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What impact is the Brexit delay going to have?

12 April 2019

Despite initial forecasts, the UK economy has coped better than expected since the vote to leave the European Union. This has been helped by the fall in the pound and low interest rates. Following the initial fall in the value of the pound Consumer Price Inflation rose, but that was some time ago now. Inflation is still close to the Bank of England 2% target and unemployment at 3.9% is at the lowest level since 1975. This week, the monthly GDP data and manufacturing data came out better than expected. Admittedly, manufacturing is a small part of the UK economy and monthly GDP numbers are subject to revision, however it is possible that the Bank of England reverses more of the interest rate cuts seen since the financial crisis.  It is important that the Monetary Policy Committee is forward looking, which can be particularly challenging in a time where predicting the future of the UK remains clouded by the fog of Brexit uncertainty. 

While the ongoing Brexit negotiations may deter investment, the latest manufacturing data could be distorted by companies building inventories ahead of the previously expected exit date of March 29th.  Up to date inventory data is hard to come by but anecdotal evidence suggests this is the case. The latest inventory data available was for February, at which time the threat of a hard Brexit at the end of March was a reality.  Since then, Brexit has been delayed until the 31st of October, or earlier if MPs can agree a way forward, and a hard Brexit, while theoretically still on the cards, appears very unlikely. The Purchasing Manager Index (PMI) surveys reflect the health in the manufacturing sector but services have dipped below 50, indicating a contraction. The service sector numbers may reflect some caution ahead of Brexit. If manufacturing is being supported by inventory build-up, this may reverse in the months to come. As this unwinds in the short-term, we could see slower growth, making the Bank of England's caution justified.   If we get a deal agreed then corporate confidence to invest in growth should boost the economy and in that case, interest rates should be on the way up again.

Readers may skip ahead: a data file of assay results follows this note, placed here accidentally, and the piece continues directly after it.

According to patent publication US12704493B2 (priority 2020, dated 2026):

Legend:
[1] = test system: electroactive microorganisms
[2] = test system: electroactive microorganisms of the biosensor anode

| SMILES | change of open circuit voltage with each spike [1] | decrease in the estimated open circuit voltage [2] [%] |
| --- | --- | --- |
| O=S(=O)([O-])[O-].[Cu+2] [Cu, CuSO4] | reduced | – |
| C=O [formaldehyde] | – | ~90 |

Source: Bloomberg Markit/CIPS (note PMIs above 50 indicate growth below 50 indicates the reverse)

In recent months, the Eurozone services and manufacturing numbers are going in opposite directions to the UK.  Manufacturing is more significant for the European economy and here, the effects of the decline in global trade are being felt by exporting manufacturers such as the German car makers.  The trade situation between China and the US appears to be getting closer to a resolution but the US-EU relationship took a hit this week with more tariffs being proposed by the US. These are being countered with the EU proposing retaliatory tariffs on US goods.  Therefore, we remain cautious on Eurozone growth.

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